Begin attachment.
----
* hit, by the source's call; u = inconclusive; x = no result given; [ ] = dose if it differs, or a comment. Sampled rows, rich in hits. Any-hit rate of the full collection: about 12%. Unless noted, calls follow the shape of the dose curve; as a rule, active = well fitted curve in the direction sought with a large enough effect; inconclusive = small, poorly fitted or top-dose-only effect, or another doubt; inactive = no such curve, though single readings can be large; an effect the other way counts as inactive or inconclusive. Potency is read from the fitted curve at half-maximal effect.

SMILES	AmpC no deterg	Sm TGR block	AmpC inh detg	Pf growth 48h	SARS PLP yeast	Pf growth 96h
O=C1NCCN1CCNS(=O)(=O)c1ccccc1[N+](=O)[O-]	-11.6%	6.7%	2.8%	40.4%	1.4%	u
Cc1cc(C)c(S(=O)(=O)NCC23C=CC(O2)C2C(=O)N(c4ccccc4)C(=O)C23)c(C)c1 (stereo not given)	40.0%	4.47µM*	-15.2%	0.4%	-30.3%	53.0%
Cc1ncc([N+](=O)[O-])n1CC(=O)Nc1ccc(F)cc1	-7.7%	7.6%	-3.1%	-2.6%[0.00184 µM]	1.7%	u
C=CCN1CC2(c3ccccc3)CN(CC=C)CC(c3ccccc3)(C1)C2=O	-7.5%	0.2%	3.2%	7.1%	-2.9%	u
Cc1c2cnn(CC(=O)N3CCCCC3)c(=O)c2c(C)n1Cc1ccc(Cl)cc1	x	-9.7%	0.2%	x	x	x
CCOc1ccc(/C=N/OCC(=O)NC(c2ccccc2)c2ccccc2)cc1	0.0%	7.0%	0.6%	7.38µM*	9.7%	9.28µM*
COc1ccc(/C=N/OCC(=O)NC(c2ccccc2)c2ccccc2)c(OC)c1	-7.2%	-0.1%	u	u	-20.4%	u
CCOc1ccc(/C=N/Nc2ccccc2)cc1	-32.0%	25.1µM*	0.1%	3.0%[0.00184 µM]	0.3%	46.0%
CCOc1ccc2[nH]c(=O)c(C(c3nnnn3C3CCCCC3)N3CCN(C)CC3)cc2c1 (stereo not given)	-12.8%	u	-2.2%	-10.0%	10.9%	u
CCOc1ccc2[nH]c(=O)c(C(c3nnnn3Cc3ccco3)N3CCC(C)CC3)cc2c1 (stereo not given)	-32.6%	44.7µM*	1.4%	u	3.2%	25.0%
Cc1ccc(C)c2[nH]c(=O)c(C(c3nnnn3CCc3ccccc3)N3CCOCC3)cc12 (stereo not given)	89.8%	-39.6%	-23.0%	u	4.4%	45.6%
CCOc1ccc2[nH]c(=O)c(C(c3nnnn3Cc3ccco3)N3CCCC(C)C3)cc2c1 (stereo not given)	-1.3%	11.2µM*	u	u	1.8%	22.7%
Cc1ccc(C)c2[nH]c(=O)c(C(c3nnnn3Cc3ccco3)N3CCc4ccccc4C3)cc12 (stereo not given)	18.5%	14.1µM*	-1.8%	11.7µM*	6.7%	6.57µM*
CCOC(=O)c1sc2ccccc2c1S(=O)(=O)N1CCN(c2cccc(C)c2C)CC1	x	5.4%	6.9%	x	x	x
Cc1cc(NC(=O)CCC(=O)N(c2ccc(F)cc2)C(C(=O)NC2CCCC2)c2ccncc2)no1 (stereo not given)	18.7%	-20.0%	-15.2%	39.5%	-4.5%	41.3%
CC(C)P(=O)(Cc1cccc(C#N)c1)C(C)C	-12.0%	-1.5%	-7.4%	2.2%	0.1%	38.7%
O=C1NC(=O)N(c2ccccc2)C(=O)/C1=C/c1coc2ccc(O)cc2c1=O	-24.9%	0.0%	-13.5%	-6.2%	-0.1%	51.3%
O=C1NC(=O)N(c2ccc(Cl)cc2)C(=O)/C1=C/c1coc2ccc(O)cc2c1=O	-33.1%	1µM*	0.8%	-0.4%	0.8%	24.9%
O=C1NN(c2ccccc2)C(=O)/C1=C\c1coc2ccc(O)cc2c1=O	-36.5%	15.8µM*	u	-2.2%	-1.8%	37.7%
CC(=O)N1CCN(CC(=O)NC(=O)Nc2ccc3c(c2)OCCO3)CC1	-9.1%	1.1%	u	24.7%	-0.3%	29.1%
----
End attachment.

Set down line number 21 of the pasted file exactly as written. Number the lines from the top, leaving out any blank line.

O=C1NN(c2ccccc2)C(=O)/C1=C\c1coc2ccc(O)cc2c1=O	-36.5%	15.8µM*	u	-2.2%	-1.8%	37.7%